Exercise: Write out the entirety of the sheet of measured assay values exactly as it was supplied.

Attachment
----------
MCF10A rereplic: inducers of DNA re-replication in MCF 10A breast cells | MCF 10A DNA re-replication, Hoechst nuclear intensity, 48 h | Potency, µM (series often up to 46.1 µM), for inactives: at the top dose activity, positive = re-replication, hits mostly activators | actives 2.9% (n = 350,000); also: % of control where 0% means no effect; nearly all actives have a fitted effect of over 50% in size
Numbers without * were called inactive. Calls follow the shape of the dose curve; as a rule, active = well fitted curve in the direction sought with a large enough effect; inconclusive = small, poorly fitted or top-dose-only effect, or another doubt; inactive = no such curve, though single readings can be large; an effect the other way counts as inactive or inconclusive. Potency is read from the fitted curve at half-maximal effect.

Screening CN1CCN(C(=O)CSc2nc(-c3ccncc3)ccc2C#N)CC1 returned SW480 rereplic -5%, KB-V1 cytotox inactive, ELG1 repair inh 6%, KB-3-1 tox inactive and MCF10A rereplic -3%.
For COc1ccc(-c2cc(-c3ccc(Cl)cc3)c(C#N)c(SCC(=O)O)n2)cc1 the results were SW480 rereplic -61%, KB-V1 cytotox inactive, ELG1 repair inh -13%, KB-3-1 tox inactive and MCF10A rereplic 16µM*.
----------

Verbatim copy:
MCF10A rereplic: inducers of DNA re-replication in MCF 10A breast cells | MCF 10A DNA re-replication, Hoechst nuclear intensity, 48 h | Potency, µM (series often up to 46.1 µM), for inactives: at the top dose activity, positive = re-replication, hits mostly activators | actives 2.9% (n = 350,000); also: % of control where 0% means no effect; nearly all actives have a fitted effect of over 50% in size
Numbers without * were called inactive. Calls follow the shape of the dose curve; as a rule, active = well fitted curve in the direction sought with a large enough effect; inconclusive = small, poorly fitted or top-dose-only effect, or another doubt; inactive = no such curve, though single readings can be large; an effect the other way counts as inactive or inconclusive. Potency is read from the fitted curve at half-maximal effect.

Screening CN1CCN(C(=O)CSc2nc(-c3ccncc3)ccc2C#N)CC1 returned SW480 rereplic -5%, KB-V1 cytotox inactive, ELG1 repair inh 6%, KB-3-1 tox inactive and MCF10A rereplic -3%.
For COc1ccc(-c2cc(-c3ccc(Cl)cc3)c(C#N)c(SCC(=O)O)n2)cc1 the results were SW480 rereplic -61%, KB-V1 cytotox inactive, ELG1 repair inh -13%, KB-3-1 tox inactive and MCF10A rereplic 16µM*.